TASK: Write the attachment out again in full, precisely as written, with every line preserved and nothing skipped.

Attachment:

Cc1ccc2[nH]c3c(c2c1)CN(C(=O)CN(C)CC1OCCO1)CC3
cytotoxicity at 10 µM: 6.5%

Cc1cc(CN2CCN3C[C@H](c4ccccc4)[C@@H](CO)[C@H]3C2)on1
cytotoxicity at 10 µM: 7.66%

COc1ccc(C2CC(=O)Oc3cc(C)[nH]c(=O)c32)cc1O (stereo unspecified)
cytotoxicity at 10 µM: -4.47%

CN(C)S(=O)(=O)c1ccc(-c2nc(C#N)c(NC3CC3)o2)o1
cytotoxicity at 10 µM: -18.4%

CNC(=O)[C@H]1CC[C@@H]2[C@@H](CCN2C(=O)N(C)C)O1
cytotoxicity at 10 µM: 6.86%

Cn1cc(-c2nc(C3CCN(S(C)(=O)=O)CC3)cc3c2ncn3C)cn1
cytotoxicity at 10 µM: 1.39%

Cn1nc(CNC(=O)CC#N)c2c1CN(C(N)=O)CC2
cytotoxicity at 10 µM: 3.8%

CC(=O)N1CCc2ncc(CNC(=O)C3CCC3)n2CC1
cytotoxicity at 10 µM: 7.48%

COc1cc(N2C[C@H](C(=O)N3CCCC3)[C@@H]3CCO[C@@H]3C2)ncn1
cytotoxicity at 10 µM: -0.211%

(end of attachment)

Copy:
Cc1ccc2[nH]c3c(c2c1)CN(C(=O)CN(C)CC1OCCO1)CC3
cytotoxicity at 10 µM: 6.5%

Cc1cc(CN2CCN3C[C@H](c4ccccc4)[C@@H](CO)[C@H]3C2)on1
cytotoxicity at 10 µM: 7.66%

COc1ccc(C2CC(=O)Oc3cc(C)[nH]c(=O)c32)cc1O (stereo unspecified)
cytotoxicity at 10 µM: -4.47%

CN(C)S(=O)(=O)c1ccc(-c2nc(C#N)c(NC3CC3)o2)o1
cytotoxicity at 10 µM: -18.4%

CNC(=O)[C@H]1CC[C@@H]2[C@@H](CCN2C(=O)N(C)C)O1
cytotoxicity at 10 µM: 6.86%

Cn1cc(-c2nc(C3CCN(S(C)(=O)=O)CC3)cc3c2ncn3C)cn1
cytotoxicity at 10 µM: 1.39%

Cn1nc(CNC(=O)CC#N)c2c1CN(C(N)=O)CC2
cytotoxicity at 10 µM: 3.8%

CC(=O)N1CCc2ncc(CNC(=O)C3CCC3)n2CC1
cytotoxicity at 10 µM: 7.48%

COc1cc(N2C[C@H](C(=O)N3CCCC3)[C@@H]3CCO[C@@H]3C2)ncn1
cytotoxicity at 10 µM: -0.211%